Using over 140 hours of 16mm archival reels recently discovered in National Geographic archives, Morgen and editor Joe Beshenkovsky painstakingly compile the footage that was shot by Goodall’s future husband, Dutch wildlife filmmaker and photographer, Hugo van Lawick. The intimate footage captures Goodall’s first experiences in Gombe, Tanzania, where she wound up being accepted by the chimps and also includes the introduction of van Lawick into her life (who was assigned by National Geographic to chronicle Goodall two years after her arrival) and many of the challenges and successes that came with studying the creatures, living a life abroad, raising a child and maintaining a marriage on the compound. “Jane” addresses how respected anthropologist Louis Leakey persuaded and recruited Goodall, solely based on her passion for animals and desire to learn. Many know that her work changed the way we understand chimpanzees, but what we see here is how revolutionary it was at the time for a woman to set out on her own and make a life and career for herself.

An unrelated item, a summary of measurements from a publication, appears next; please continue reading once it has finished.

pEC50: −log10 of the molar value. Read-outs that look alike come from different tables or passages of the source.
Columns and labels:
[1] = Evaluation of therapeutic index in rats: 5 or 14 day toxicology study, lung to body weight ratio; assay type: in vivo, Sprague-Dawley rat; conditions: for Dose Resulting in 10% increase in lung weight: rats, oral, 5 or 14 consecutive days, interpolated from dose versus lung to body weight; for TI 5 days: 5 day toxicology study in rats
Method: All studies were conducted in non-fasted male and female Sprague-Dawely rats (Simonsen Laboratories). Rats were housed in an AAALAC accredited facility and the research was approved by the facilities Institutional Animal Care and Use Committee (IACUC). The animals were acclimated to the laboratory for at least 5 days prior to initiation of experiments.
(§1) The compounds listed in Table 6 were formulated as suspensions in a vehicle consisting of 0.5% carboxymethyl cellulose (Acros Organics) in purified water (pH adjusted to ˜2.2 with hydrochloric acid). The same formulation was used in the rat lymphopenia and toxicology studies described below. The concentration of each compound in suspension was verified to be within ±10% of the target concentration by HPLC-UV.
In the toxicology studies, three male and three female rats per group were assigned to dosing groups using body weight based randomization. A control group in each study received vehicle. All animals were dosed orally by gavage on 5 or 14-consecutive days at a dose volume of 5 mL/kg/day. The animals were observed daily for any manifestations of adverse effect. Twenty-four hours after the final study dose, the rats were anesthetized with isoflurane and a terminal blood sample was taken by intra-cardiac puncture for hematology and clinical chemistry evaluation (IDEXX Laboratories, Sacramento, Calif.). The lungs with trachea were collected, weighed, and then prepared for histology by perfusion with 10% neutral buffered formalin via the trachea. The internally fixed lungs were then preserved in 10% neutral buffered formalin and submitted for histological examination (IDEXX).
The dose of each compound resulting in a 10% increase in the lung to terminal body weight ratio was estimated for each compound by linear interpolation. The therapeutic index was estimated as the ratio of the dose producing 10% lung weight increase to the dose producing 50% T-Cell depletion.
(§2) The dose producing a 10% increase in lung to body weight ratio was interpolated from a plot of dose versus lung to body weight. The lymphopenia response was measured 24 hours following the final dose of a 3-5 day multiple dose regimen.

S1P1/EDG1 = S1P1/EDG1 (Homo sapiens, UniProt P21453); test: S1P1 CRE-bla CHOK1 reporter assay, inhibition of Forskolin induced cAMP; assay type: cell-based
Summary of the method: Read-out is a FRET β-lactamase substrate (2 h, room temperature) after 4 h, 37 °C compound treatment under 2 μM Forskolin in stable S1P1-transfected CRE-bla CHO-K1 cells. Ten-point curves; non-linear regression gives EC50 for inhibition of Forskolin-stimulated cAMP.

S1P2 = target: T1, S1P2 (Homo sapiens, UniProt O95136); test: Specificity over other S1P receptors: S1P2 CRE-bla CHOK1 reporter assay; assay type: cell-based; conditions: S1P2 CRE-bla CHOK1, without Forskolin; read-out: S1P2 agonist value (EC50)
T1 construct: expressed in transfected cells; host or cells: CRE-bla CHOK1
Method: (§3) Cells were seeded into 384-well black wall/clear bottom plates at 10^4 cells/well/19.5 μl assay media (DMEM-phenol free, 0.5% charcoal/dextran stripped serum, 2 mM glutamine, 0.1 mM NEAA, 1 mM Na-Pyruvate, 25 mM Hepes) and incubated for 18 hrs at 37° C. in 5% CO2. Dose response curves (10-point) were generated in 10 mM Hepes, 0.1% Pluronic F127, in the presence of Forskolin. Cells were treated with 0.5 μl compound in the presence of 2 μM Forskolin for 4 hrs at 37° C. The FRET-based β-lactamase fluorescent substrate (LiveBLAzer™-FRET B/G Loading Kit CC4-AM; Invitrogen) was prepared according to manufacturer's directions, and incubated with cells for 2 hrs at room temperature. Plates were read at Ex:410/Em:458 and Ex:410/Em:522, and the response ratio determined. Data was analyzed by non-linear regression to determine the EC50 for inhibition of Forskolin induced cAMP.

Throughout the film, Goodall reflects on where her resilience and determination came from as she recalls how her mother played a major part in supporting her interests and encouraging her passions, even to the point of traveling with Goodall during her first arrival to Gombe. Her mother would maintain the camp and provisions, leaving Jane free to focus on her work. That work involves hours and hours of getting closer to the chimpanzees and the more we see Goodall do that, the more we understand how her passion was nurtured. It’s a reminder that what often provides us a greater understanding of icons is learning more about the path they embarked on as they become the figures they would come to be known for.